This piece is a creative response to ‘I want to be a tourist’, an autobiographical poem from the anthology Geography for the Lost by Kapka Kassabova.
I tried to stick to her original structure in the poem (five stanzas of four lines), but under direction of my tutor I wrote about the ‘city’ of my life, as it were. In I want to be a tourist, Kassabova discusses her own ‘city’ in grim, almost morbid detail, reflecting her turbulent state of living during the early stages of her writing.
I also tried to keep my ‘city’ as true to myself and my life as I could, just as she has. For this reason, mine is a smidge more positive. I do think quite fondly of myself and my family and friends, truth be told.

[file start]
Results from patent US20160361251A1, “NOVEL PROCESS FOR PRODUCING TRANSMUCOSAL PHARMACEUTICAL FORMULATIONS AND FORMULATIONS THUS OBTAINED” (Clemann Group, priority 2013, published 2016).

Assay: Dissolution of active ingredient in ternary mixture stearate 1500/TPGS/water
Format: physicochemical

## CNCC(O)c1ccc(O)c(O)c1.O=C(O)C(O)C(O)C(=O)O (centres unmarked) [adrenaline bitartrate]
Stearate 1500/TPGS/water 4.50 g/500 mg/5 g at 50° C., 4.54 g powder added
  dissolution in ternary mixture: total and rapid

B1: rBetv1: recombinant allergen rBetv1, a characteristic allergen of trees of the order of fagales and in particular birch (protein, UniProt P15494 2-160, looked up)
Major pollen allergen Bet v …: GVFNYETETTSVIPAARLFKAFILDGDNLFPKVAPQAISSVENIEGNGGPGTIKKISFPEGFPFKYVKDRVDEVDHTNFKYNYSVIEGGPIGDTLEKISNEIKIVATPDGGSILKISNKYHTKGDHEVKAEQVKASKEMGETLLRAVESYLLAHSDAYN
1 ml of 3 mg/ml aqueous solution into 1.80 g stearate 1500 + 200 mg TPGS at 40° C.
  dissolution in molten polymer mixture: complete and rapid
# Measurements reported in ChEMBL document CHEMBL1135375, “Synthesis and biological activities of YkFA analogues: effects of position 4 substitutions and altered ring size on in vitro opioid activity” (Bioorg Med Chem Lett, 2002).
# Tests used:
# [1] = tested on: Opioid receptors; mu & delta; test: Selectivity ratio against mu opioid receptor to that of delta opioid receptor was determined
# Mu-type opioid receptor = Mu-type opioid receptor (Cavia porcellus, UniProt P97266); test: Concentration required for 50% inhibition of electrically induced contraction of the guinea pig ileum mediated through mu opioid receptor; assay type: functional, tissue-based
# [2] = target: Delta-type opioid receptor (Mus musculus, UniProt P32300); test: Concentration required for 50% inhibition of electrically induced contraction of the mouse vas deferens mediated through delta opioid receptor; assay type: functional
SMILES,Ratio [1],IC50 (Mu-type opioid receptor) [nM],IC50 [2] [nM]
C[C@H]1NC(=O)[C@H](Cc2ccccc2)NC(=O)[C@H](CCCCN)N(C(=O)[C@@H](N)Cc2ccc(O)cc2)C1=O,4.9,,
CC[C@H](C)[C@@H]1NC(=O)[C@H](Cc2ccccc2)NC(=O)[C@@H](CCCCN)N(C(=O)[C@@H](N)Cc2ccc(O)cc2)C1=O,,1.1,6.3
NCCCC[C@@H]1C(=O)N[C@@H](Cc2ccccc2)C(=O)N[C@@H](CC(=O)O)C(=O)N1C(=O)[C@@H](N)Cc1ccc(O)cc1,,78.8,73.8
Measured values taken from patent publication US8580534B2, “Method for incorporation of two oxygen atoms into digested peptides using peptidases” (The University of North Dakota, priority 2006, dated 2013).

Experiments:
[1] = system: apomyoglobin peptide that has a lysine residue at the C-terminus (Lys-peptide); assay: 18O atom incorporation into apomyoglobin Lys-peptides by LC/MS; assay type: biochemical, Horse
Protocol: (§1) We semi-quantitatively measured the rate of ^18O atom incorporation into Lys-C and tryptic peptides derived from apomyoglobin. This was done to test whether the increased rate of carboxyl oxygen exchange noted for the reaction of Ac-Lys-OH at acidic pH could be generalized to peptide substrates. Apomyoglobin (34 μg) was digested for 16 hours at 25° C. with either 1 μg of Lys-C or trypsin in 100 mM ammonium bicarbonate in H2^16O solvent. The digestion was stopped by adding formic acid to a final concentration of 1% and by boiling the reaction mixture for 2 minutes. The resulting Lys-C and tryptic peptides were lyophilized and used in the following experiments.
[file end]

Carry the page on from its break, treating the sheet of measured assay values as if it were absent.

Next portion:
My life is not a city.
It is a town even smaller than me.
Bigger than the place where I was raised,
but smaller than where I will die.
There are cobbled roads and market stalls,
predictable buses that are never late,
taxis that run from dawn til dusk,
and trains that never skip the station.
Greenery and trees and plants and herbs
spring up in every free space,
between the identical shops and red brick houses,
In planting boxes made of wood.
Tourists rarely stay for long,
just brief glimmers of light and sound and joy.
But the people who live there, really live there,
and they’ll never be asked to go.
It’s a quiet town, really,
and it falls silent before ten,
But the days are bright and even rainfall is welcome,
And the world just keeps turning round.
Thanks for reading.